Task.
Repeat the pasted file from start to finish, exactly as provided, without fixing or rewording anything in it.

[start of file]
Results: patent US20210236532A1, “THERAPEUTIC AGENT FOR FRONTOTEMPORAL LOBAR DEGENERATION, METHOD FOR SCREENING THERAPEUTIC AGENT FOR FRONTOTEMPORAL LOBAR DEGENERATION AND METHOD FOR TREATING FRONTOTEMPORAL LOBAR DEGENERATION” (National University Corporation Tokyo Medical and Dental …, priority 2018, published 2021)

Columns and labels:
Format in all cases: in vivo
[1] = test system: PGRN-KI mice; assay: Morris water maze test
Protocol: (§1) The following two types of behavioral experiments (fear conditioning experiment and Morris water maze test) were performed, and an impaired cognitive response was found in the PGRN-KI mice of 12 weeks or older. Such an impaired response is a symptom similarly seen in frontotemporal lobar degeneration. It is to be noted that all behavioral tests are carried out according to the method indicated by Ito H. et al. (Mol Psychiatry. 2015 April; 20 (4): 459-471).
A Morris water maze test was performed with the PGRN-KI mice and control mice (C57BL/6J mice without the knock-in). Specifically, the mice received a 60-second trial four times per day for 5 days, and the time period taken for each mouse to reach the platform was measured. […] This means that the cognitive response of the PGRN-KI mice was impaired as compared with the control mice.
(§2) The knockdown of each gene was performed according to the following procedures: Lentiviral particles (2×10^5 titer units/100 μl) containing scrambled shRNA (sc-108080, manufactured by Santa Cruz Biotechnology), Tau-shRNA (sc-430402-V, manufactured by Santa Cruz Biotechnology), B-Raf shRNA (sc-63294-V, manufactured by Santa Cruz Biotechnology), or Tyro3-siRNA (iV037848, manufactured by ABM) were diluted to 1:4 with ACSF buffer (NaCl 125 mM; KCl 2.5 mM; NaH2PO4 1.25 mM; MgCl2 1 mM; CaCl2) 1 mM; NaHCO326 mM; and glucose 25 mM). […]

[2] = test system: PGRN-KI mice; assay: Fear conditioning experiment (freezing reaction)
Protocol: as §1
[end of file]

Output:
Results: patent US20210236532A1, “THERAPEUTIC AGENT FOR FRONTOTEMPORAL LOBAR DEGENERATION, METHOD FOR SCREENING THERAPEUTIC AGENT FOR FRONTOTEMPORAL LOBAR DEGENERATION AND METHOD FOR TREATING FRONTOTEMPORAL LOBAR DEGENERATION” (National University Corporation Tokyo Medical and Dental …, priority 2018, published 2021)

Columns and labels:
Format in all cases: in vivo
[1] = test system: PGRN-KI mice; assay: Morris water maze test
Protocol: (§1) The following two types of behavioral experiments (fear conditioning experiment and Morris water maze test) were performed, and an impaired cognitive response was found in the PGRN-KI mice of 12 weeks or older. Such an impaired response is a symptom similarly seen in frontotemporal lobar degeneration. It is to be noted that all behavioral tests are carried out according to the method indicated by Ito H. et al. (Mol Psychiatry. 2015 April; 20 (4): 459-471).
A Morris water maze test was performed with the PGRN-KI mice and control mice (C57BL/6J mice without the knock-in). Specifically, the mice received a 60-second trial four times per day for 5 days, and the time period taken for each mouse to reach the platform was measured. […] This means that the cognitive response of the PGRN-KI mice was impaired as compared with the control mice.
(§2) The knockdown of each gene was performed according to the following procedures: Lentiviral particles (2×10^5 titer units/100 μl) containing scrambled shRNA (sc-108080, manufactured by Santa Cruz Biotechnology), Tau-shRNA (sc-430402-V, manufactured by Santa Cruz Biotechnology), B-Raf shRNA (sc-63294-V, manufactured by Santa Cruz Biotechnology), or Tyro3-siRNA (iV037848, manufactured by ABM) were diluted to 1:4 with ACSF buffer (NaCl 125 mM; KCl 2.5 mM; NaH2PO4 1.25 mM; MgCl2 1 mM; CaCl2) 1 mM; NaHCO326 mM; and glucose 25 mM). […]

[2] = test system: PGRN-KI mice; assay: Fear conditioning experiment (freezing reaction)
Protocol: as §1